National science and technology investments are invaluable enablers of tomorrow’s innovation. But U.S. federal research labs are often stuck with outdated cybersecurity methods that don’t work in our increasingly connected world and aren’t able to address emerging threats like SolarWinds. Elite hackers, meanwhile, are innovating. Now more than ever, federal leaders must reimagine and robustly resource cybersecurity solutions at research labs to meet looming challenges head on.
President Biden’s May 12 cybersecurity executive order is a major step in the right direction. It calls for a new approach to securing federal agencies based on “zero trust.” Zero trust is an overarching philosophy with profound implications on cybersecurity architectures, founded on core principles: assume a breach; never trust, always verify; and allow only least-privileged access based on contextual factors. Putting the directive into action will require significant funding from Congress and a steadfast commitment from leaders—including those overseeing research organizations.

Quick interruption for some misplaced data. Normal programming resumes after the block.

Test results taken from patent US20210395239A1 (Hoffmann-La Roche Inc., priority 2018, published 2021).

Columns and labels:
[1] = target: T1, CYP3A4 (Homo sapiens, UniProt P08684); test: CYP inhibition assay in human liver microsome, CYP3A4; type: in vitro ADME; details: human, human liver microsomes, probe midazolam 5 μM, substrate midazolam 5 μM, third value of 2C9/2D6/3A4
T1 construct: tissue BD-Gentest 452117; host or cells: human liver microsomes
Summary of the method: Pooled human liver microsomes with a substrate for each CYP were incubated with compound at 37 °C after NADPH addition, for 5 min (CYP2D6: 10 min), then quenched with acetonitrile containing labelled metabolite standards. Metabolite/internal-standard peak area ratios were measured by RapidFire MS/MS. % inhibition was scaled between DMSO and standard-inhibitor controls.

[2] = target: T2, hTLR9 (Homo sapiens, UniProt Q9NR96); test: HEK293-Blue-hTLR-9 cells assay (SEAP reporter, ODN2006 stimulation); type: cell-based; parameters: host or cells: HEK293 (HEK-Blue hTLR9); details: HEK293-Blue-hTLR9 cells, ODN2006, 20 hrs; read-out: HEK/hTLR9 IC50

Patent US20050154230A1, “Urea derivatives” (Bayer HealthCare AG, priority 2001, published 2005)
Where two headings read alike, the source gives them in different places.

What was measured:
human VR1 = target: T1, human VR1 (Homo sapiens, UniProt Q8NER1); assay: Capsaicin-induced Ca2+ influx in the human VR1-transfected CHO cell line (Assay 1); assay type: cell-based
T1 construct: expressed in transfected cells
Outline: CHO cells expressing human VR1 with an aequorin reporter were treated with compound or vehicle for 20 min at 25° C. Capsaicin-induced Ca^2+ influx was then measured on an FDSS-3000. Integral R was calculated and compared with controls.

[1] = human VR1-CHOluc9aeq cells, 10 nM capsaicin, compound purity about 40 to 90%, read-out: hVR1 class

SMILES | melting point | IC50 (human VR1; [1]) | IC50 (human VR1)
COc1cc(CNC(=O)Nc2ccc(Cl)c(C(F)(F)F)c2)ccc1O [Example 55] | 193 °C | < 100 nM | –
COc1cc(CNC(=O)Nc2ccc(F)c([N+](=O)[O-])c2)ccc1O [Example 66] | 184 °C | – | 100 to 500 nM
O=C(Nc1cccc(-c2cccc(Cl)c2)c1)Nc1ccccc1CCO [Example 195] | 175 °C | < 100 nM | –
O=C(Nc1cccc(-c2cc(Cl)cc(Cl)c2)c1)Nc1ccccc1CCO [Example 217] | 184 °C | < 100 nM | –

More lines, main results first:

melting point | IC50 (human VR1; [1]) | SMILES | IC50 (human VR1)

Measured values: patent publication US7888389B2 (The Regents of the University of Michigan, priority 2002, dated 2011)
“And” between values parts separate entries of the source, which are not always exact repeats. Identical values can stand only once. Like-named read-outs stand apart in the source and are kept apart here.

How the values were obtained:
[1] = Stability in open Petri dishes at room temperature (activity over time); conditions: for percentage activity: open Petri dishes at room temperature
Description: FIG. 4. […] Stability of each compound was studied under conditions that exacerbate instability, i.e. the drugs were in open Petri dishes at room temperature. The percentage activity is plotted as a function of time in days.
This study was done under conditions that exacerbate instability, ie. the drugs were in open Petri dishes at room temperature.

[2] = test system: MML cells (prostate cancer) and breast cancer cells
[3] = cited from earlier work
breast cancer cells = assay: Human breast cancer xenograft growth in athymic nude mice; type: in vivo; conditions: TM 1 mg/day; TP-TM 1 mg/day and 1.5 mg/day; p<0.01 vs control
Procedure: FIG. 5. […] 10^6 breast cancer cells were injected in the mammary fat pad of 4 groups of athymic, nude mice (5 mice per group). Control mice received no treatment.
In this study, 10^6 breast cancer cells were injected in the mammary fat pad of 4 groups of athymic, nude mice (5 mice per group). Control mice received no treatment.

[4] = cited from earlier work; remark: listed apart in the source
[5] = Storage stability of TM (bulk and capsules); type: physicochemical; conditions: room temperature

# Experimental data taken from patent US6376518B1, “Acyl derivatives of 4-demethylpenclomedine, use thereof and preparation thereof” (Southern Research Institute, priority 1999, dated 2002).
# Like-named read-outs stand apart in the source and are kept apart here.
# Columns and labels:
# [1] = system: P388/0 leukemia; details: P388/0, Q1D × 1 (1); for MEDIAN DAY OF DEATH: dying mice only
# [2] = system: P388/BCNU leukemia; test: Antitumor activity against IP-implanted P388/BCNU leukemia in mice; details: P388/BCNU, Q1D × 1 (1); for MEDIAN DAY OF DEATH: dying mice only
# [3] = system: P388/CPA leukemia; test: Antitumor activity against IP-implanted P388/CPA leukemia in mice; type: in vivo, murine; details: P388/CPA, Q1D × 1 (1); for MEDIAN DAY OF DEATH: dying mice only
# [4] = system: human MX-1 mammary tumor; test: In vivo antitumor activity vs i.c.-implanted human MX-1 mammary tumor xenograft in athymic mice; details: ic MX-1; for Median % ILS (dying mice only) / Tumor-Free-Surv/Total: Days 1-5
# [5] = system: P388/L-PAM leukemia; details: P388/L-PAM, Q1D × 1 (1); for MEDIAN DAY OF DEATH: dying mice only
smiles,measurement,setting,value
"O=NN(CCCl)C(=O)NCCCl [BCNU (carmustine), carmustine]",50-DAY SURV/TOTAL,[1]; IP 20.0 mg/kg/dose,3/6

Research leaders and scientists need to understand the immense impact this will have on their lab operations—and they must help shape the development of mission-driven, integrated solutions. A zero trust mindset is the opposite of how federal research labs are secured today (i.e., trust within an isolated lab network). Laboratory and research software and equipment is non-traditional IT, often small scale and hard to secure, so isolating it on its own network was the lowest-cost solution. But isolating scientific tech has never been a satisfying solution, often frustrating staff who can’t get their IT needs met quickly and vexing IT/cybersecurity staff who aren’t resourced to secure every new, unique piece of software or device that researchers require. And beyond custom software and large, connected devices (like mass spectrometers and sequencers), labs have unsupported/outdated/non-standard operating systems, massive datasets, and insufficient encryption, all of which create unique cybersecurity challenges.
Some scientists also face challenges obtaining IT support and shy away from addressing complex cybersecurity paperwork that seems to do nothing but hinder their research goals. Further, scientists have long-term goals and limited funding tied to producing results on deadline, which incentivizes labs to focus more on research goals and less on cybersecurity.